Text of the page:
But a thing like #{\the\value{itemp}} is an attempt to make such syntax available at the time of expanding a macro and afterwards processing the replacement text of that macro. This is not possible in TeX.

As in TeX you cannot have processed more than nine arguments directly via a macro, i.e., without tricks like tail-recursively applying the same macro to several sets of arguments, looping over the numbers of arguments seems not needed to me. You can just do:

\documentclass[parskip=half]{scrartcl}
\usepackage{lmodern}
\usepackage[T1]{fontenc}
\usepackage{amssymb}
\usepackage{hyperref}

\usepackage{multicol}
\renewcommand{\LayoutChoiceField}[2]{%
\leavevmode #2 #1%
}
\usepackage{enumerate}
\newcommand\qqc[4]{%
\textbf{Question :}
\begin{multicols}{2}
\begin{enumerate}
\item
\item
\item
\item
\end{enumerate}
\end{multicols}
}%
\begin{document}
\begin{Form}
\qqc{I'm not Bill Gates, but you already know that}{I'm not John Gates}{Nor Joshua Gates}{Neither Kevin Gates. I don't rap.}
\end{Form}

\end{document}


If you insist in having a loop where arguments can be addressed by an ordinal number denoting their position within a line-up of an arbitrary amount of arguments, I can offer a macro \ExtractKthArg{⟨integer K⟩}{⟨list of undelimited args⟩}:

\makeatletter
%% Code for \ExtractKthArg
%%=============================================================================
%% Paraphernalia:
%%    \UD@firstoftwo, \UD@secondoftwo, \UD@PassFirstToSecond,
%%    \UD@CheckWhetherNull,
%%=============================================================================
\newcommand\UD@firstoftwo[2]{#1}%
\newcommand\UD@secondoftwo[2]{#2}%
\newcommand\UD@PassFirstToSecond[2]{#2{#1}}%
%%-----------------------------------------------------------------------------
%% Check whether argument is empty:
%%.............................................................................
%% \UD@CheckWhetherNull{<Argument which is to be checked>}%
%%                     {<Tokens to be delivered in case that argument
%%                       which is to be checked is empty>}%
%%                     {<Tokens to be delivered in case that argument
%%                       which is to be checked is not empty>}%
%%
%% The gist of this macro comes from Robert R. Schneck's \ifempty-macro:
\newcommand\UD@CheckWhetherNull[1]{%
\romannumeral0\expandafter\UD@secondoftwo\string{\expandafter
\UD@secondoftwo\expandafter{\expandafter{\string#1}\expandafter
\UD@secondoftwo\string}\expandafter\UD@firstoftwo\expandafter{\expandafter
\UD@secondoftwo\string}\expandafter\expandafter\UD@firstoftwo{ }{}%
\UD@secondoftwo}{\expandafter\expandafter\UD@firstoftwo{ }{}\UD@firstoftwo}%
}%
%%=============================================================================
%% Extract K-th inner undelimited argument:
%%
%% \ExtractKthArg{<integer K>}{<list of undelimited args>}
%%
%% In case there is no K-th argument in <list of undelimited args> :
%%   Does not deliver any token.
%% In case there is a K-th argument in <list of undelimited args> :
%%   Does deliver that K-th argument with one level of braces removed.
%%
%% Examples:
%%
%%   \ExtractKthArg{0}{ABCDE} yields: <nothing>
%%   \ExtractKthArg{3}{ABCDE} yields:  C
%%   \ExtractKthArg{3}{AB{CD}E} yields:  CD
%%   \ExtractKthArg{4}{{001}{002}{003}{004}{005}} yields: 004
%%   \ExtractKthArg{6}{{001}{002}{003}} yields: <nothing>
%%
%%=============================================================================
\newcommand\ExtractKthArg[1]{%
\romannumeral0%
% #1: <integer number K>
\expandafter\UD@ExtractKthArgCheck
\expandafter{\romannumeral\number\number#1 000}%
}%
\newcommand\UD@ExtractKthArgCheck[2]{%
\UD@CheckWhetherNull{#1}{ }{%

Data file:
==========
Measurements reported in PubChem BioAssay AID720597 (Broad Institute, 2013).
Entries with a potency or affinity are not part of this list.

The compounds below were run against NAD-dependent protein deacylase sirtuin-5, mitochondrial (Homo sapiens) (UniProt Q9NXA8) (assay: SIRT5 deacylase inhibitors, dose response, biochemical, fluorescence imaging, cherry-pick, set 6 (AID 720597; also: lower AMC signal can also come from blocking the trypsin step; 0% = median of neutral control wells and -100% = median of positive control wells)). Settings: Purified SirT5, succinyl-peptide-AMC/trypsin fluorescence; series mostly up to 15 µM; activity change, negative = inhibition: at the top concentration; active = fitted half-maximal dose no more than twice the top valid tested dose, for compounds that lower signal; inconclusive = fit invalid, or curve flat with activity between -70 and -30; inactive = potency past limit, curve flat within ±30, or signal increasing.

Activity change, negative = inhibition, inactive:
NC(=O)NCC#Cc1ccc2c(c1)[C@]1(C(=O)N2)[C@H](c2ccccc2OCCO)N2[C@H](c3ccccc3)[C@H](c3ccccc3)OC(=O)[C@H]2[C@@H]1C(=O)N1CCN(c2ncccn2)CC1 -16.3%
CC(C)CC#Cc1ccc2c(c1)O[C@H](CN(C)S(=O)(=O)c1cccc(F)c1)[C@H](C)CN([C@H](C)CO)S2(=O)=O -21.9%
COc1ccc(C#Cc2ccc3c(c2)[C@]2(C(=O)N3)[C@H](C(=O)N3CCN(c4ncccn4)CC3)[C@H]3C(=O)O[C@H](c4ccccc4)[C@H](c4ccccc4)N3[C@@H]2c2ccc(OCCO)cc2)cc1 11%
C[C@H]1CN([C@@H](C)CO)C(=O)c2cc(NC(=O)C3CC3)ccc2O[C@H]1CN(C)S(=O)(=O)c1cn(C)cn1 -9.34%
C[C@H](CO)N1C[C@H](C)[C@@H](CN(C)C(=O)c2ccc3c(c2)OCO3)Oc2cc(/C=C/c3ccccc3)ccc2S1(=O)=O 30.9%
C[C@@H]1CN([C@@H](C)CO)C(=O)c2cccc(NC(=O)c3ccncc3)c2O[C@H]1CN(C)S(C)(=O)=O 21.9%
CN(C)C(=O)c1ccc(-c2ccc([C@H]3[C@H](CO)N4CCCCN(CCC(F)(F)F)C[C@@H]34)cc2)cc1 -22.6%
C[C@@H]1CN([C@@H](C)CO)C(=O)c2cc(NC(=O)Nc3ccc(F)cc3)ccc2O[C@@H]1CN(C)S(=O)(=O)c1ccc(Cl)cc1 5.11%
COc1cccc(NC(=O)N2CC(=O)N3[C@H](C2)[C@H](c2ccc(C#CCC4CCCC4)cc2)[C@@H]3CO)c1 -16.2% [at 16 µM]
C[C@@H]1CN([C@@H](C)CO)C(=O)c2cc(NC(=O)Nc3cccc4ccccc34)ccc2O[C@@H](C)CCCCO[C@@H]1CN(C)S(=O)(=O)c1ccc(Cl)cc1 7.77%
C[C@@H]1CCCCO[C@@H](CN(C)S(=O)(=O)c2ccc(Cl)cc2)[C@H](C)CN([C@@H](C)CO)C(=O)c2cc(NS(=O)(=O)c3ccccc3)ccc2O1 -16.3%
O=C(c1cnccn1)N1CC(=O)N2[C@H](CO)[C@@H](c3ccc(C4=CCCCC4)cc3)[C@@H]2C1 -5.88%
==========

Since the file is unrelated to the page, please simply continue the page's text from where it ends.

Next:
\expandafter\UD@ExtractKthArgLoop\expandafter{\UD@firstoftwo{}#1}{#2}%
}%
}%
\newcommand\UD@ExtractKthArgLoop[2]{%
\expandafter\UD@CheckWhetherNull\expandafter{\UD@firstoftwo#2{}.}{ }{%
\UD@CheckWhetherNull{#1}{%
\UD@ExtractFirstArgLoop{#2\UD@SelDOm}%
}{%
\expandafter\UD@PassFirstToSecond\expandafter{\UD@firstoftwo{}#2}%
{\expandafter\UD@ExtractKthArgLoop\expandafter{\UD@firstoftwo{}#1}}%
}%
}%
}%
\newcommand\UD@RemoveTillUD@SelDOm{}%
\long\def\UD@RemoveTillUD@SelDOm#1#2\UD@SelDOm{{#1}}%
\newcommand\UD@ExtractFirstArgLoop[1]{%
\expandafter\UD@CheckWhetherNull\expandafter{\UD@firstoftwo{}#1}%
{\UD@firstoftwo{\expandafter}{} \UD@secondoftwo{}#1}%
{\expandafter\UD@ExtractFirstArgLoop\expandafter{\UD@RemoveTillUD@SelDOm#1}}%
}%
%% End of code for \ExtractKthArg.
\makeatother
%%
%%-----------------------------------------------------------------------------
%%
\documentclass[parskip=half]{scrartcl}
\usepackage{lmodern}
\usepackage[T1]{fontenc}
\usepackage{amssymb}
\usepackage{hyperref}

\usepackage{multicol}
\renewcommand{\LayoutChoiceField}[2]{%
\leavevmode #2 #1%
}
\usepackage{enumerate}
\newcounter{itemp}

\newcommand\qqc[4]{%
\setcounter{itemp}{1}%
\textbf{Question :}
\begin{multicols}{2}%
\begin{enumerate}
\loop
\item
\stepcounter{itemp}%
\ifnum \value{itemp} < 5
\repeat
\end{enumerate}
\end{multicols}
}%
\begin{document}
\begin{Form}
\qqc{I'm not Bill Gates, but you already know that}{I'm not John Gates}{Nor Joshua Gates}{Neither Kevin Gates. I don't rap.}
\end{Form}

\end{document}


If you just wish to process all arguments one by one, but don't need the possibility of addressing/selecting/picking specific arguments, you can do tail-recursion:

\documentclass[parskip=half]{scrartcl}
\usepackage{lmodern}
\usepackage[T1]{fontenc}
\usepackage{amssymb}
\usepackage{hyperref}

\usepackage{multicol}
\renewcommand{\LayoutChoiceField}[2]{%
\leavevmode #2 #1%
}

\newcommand\RecursionStopper{\RecursionStopper}%
\makeatletter
\newcommand\tailrecursive[2]{%
% !!! #2 must not contain unbalanced \if../\else/\fi !!!
\ifx\RecursionStopper#2%
\expandafter\@gobble
\else
\expandafter\@firstofone
\fi
{#1{#2}\tailrecursive{#1}}%
}%
\makeatother

\usepackage{enumerate}
\newcommand\qqc[4]{%
\textbf{Question :}
\begin{multicols}{2}
\begin{enumerate}
\tailrecursive{%
\item
}{#1}{#2}{#3}{#4}{\RecursionStopper}%
\end{enumerate}
\end{multicols}
}%
\begin{document}
\begin{Form}
\qqc{I'm not Bill Gates, but you already know that}{I'm not John Gates}{Nor Joshua Gates}{Neither Kevin Gates. I don't rap.}
\end{Form}

\end{document}


In my answer to the question "defining a new command with variable name in a loop" I describe variants of a macro \DoWithEachElementOfArgumentList. This might be of interest to you.

• Thanks very much. A bit complicated for me to understand but it does the job. – DuncanIdaho May 2 at 11:39